'Law and literature' is an interdisciplinary subject in itself, especially in American universities, and it has developed from an understanding of how literary study can benefit lawyers - in Cardozo's understanding of narrative technique when formulating legal arguments, say, or in White's concept of the legal imagination - into a self-aware discipline that uses literary concepts to highlight legal ones, and vice versa.
A useful digital commons guide by Paul Heald. The books below provide some overviews or introductions of the subject.
Law and Literature as a discipline has been shaped by its growth in the US, although other countries draw upon their own traditions in response to the subject's American influence. White, West, Ward, Fish and Goodrich are some of the key thinkers in developing this broad area of study.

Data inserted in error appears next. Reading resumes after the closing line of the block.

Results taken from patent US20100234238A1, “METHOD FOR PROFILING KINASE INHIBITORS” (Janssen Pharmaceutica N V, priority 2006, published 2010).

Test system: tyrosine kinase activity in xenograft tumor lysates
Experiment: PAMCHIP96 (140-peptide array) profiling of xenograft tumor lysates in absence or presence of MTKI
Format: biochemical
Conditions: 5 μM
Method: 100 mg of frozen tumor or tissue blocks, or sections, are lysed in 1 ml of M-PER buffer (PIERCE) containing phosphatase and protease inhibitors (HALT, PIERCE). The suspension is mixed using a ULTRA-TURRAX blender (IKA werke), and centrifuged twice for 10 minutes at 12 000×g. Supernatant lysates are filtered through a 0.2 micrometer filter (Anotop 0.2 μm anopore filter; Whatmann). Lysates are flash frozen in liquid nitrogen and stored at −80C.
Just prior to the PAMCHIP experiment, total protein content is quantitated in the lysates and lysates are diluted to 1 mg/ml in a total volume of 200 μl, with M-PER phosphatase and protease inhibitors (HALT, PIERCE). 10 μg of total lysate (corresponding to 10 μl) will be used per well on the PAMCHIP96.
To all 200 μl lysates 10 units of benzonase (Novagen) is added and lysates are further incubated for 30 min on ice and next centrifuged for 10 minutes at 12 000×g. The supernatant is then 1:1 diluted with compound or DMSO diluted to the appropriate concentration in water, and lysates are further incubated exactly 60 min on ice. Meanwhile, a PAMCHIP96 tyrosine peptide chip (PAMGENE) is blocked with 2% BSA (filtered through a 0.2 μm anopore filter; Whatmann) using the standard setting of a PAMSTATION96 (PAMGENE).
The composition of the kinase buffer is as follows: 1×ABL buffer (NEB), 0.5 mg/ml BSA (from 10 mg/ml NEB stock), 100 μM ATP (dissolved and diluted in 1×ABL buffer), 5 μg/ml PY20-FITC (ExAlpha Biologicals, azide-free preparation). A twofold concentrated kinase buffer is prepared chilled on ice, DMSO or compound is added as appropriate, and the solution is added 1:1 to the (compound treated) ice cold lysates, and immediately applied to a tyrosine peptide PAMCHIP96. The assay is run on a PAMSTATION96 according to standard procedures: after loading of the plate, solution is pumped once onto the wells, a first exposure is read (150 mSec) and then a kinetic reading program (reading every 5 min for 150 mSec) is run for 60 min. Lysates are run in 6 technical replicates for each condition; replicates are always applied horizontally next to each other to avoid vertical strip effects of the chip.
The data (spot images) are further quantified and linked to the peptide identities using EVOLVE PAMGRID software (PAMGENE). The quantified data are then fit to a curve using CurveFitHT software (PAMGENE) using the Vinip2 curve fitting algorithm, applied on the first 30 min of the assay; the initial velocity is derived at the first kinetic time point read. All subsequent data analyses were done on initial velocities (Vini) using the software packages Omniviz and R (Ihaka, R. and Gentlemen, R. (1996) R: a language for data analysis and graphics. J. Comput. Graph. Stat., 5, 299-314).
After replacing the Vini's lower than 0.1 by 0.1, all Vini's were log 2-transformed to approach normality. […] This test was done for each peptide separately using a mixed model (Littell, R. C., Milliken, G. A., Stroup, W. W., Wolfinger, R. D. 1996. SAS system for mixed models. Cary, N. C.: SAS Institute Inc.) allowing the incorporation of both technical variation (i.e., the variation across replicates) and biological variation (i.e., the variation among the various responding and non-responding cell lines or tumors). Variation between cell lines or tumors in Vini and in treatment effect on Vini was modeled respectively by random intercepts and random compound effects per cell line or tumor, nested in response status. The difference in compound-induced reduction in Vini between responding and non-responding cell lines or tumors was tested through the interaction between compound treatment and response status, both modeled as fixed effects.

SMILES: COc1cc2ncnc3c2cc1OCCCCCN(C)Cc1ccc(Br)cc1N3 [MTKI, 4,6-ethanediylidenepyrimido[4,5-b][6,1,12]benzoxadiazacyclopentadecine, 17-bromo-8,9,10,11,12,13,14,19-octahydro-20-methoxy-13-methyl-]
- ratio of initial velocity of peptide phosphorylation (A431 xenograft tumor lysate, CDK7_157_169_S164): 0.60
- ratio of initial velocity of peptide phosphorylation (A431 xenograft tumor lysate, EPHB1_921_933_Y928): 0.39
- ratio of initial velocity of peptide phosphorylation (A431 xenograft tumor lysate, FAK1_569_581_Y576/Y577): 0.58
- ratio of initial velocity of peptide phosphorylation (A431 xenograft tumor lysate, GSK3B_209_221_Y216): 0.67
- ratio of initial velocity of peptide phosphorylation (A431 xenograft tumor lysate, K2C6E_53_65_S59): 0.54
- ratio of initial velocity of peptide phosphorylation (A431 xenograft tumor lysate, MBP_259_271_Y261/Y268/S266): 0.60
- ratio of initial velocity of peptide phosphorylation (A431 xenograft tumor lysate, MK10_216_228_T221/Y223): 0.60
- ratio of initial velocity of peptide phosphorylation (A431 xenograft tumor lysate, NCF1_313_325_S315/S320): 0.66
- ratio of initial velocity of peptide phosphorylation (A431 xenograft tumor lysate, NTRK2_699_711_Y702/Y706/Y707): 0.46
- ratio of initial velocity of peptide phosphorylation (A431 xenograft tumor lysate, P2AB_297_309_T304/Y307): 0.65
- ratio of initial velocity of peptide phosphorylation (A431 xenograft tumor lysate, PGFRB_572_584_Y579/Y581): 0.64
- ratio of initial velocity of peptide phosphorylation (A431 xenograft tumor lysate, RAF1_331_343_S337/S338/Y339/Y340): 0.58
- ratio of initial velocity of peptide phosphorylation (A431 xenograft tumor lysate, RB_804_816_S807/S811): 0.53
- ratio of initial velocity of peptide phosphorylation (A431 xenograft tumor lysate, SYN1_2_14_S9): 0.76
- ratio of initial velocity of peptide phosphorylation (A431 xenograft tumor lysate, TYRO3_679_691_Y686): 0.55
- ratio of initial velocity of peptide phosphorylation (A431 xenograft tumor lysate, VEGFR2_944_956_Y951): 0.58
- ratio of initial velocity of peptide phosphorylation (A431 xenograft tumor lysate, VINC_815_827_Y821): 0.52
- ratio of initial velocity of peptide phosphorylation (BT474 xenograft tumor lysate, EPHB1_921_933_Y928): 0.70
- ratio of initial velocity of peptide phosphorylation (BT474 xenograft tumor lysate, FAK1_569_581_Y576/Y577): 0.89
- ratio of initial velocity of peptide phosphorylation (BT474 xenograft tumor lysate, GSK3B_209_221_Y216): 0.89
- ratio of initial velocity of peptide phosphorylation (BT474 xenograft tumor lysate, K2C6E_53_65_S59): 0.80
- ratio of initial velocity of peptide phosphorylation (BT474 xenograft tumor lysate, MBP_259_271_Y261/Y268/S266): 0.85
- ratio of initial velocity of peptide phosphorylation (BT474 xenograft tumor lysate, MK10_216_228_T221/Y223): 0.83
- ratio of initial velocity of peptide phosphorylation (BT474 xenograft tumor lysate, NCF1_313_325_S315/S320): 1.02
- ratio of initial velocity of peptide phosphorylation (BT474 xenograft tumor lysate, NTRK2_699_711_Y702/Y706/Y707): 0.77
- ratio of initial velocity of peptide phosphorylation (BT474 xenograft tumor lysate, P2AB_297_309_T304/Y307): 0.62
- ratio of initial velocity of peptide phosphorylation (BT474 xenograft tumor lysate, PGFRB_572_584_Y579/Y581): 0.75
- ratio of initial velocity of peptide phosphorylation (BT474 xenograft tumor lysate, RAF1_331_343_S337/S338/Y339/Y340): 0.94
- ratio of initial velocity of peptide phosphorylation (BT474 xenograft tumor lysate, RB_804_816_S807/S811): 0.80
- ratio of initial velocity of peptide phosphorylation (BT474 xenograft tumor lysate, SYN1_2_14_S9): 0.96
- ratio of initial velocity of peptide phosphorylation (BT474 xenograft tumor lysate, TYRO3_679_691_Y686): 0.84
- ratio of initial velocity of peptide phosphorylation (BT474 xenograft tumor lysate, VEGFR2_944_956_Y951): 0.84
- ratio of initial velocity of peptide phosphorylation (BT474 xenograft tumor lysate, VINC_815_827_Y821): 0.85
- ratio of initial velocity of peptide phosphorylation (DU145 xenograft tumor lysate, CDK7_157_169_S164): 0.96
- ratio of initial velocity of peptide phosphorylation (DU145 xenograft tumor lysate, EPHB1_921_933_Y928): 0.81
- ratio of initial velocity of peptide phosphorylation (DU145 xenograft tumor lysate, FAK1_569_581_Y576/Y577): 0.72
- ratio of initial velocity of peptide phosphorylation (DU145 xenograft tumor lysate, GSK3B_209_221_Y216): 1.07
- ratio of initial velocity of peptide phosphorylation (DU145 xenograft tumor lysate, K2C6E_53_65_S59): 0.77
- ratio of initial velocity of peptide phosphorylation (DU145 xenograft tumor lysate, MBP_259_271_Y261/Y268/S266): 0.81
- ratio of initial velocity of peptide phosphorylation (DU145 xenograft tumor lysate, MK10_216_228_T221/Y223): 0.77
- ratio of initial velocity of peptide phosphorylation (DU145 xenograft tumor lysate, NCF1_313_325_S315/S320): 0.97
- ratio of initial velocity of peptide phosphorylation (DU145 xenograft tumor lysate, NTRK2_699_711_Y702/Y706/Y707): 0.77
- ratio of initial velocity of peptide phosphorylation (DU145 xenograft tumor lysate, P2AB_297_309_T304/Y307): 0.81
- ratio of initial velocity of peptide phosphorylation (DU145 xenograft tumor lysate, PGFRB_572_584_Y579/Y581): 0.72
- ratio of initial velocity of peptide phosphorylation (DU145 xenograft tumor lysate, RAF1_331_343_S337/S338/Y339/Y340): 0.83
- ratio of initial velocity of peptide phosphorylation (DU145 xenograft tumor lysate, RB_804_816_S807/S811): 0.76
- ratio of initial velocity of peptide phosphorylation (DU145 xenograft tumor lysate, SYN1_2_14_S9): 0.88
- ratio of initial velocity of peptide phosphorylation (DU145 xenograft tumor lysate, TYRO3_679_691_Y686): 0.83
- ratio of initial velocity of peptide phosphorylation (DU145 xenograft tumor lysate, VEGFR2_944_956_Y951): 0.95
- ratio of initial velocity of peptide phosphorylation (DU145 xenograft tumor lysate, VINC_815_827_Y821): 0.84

What's in a name? The Critical Legal Studies movement (CLS) shares some of the assumptions of the later law and literature scholars (see the tab entitled 'Using Literary Techniques to Critique Law' in the 'Law as literature' tab). CLS is concerned with uncovering the hidden structures of power in law, and treats law not as unified and monolithic but as constructed, narrated. In critiquing its structures of power, deconstruction treats law as a literary creation.